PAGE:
Next, individual folders for each user need to be created.  I highly recommend naming the folder the same as the users' Pre-Windows 2000 logon name (aka sAMAccountName).  This will simplify your logon scripts later on.
  1. Create the user's directory in the Home directory.
  2. Edit the NTFS permissions for the folder and note that only local Administrators have Full Control at this point.
  3. Add the user to the permissions list and grant them Change access.  We do not grant users Full Control of their own directory as it could allow them to accidentally open up the folder to other people or prevent administrator access.

    Setup the Share

    In this model, we are not sharing individual folders for each user but instead just sharing the Home directory.  The reason for this is: it is easier to browse for a home directory when it is not mapped (i.e. when working on a non-domain member computer), setup of new users is easier without creating a share, and there is no worry of share and NTFS permissions getting out of sync.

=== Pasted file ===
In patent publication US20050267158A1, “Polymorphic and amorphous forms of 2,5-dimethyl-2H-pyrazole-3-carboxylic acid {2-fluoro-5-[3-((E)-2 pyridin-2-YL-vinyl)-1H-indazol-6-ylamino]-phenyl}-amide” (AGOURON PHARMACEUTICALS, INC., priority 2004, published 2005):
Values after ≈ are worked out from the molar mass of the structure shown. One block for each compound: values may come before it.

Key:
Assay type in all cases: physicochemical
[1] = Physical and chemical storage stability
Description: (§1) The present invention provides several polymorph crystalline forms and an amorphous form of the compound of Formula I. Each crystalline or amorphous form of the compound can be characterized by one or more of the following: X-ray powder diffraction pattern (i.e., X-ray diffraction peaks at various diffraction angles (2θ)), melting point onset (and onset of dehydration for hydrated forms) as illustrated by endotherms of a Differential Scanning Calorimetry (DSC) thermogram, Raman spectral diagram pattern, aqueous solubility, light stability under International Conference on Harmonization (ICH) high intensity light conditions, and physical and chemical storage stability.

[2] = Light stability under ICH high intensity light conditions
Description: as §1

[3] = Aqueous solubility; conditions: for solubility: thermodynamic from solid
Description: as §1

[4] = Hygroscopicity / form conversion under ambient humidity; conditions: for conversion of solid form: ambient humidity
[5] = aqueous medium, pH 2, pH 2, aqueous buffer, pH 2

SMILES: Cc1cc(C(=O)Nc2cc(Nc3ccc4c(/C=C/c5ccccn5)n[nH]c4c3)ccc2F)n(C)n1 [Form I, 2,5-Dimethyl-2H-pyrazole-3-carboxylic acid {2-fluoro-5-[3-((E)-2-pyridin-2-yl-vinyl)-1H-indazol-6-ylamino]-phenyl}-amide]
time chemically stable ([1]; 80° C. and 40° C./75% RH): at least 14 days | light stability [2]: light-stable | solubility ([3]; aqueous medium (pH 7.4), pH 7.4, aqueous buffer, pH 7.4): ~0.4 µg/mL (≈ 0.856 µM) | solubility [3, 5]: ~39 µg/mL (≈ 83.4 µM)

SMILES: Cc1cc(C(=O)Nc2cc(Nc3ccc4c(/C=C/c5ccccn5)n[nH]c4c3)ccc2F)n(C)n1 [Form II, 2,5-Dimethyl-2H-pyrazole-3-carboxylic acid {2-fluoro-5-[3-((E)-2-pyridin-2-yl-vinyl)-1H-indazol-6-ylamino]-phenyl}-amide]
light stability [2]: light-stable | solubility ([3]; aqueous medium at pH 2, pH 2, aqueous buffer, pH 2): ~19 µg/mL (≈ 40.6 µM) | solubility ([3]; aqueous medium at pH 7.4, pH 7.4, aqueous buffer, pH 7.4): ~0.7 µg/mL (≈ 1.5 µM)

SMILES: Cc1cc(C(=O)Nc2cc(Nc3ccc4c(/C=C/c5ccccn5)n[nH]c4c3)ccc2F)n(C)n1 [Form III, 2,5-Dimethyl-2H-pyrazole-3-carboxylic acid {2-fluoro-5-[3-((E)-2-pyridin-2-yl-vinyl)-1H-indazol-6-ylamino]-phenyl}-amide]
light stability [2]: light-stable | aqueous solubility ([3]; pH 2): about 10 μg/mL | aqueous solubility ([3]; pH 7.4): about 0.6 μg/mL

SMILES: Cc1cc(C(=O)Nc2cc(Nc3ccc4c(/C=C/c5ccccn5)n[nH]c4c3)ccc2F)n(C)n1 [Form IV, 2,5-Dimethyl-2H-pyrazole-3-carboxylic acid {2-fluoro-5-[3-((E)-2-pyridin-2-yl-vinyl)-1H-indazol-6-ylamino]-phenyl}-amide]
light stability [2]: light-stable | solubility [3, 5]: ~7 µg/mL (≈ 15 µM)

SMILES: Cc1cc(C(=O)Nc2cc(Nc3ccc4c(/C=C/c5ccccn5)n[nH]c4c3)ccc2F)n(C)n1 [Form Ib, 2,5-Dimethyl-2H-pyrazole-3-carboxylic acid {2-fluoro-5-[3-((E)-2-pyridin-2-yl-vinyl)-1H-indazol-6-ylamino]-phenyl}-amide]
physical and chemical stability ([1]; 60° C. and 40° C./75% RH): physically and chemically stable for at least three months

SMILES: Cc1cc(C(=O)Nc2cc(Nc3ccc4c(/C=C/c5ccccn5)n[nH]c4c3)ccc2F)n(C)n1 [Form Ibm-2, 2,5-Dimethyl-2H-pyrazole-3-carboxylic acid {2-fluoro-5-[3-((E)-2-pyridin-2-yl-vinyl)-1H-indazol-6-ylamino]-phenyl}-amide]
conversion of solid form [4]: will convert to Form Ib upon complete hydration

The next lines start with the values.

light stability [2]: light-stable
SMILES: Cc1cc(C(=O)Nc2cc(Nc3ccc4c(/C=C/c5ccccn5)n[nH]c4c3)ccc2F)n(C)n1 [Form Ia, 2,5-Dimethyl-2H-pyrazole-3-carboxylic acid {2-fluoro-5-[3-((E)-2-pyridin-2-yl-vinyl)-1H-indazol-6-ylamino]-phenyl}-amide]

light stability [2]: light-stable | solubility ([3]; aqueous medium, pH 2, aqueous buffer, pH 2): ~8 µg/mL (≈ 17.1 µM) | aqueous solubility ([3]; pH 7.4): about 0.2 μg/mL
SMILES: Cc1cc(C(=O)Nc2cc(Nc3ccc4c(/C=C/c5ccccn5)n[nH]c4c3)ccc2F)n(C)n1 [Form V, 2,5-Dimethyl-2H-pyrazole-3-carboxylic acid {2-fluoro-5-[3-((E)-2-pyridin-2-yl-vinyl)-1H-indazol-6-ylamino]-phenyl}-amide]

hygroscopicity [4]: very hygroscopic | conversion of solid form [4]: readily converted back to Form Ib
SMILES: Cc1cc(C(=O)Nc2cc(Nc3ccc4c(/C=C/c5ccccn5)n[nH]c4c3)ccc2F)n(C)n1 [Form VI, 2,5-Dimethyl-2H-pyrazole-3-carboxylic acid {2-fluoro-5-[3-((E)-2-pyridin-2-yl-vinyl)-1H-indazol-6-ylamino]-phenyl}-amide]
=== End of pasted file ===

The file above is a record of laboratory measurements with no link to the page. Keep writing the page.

With this in mind, share the home directory as Home and set the share permissions to: local Administrators - Full Control, local Users - Change.

    Configure Access-Based Enumeration

    Access-based enumeration is a new feature that became available with Windows 2003.  This option prevents users from seeing folders they do not have access to.  It does not provide any additional security, but instead makes it easier to manually browse through shares to find data.

    On Windows 2003, you will first have to download and install the software to enable access-based enumeration. (Available on here.)  Once installed, go to the properties of the Home directory and enable the feature from the Access-Based Enumeration tab.

    On Windows 2008, this software is included by default.  To enable access-based enumeration, use the Share and Storage Management tool and select Properties on the Home share.  Click Advanced and then enable the setting.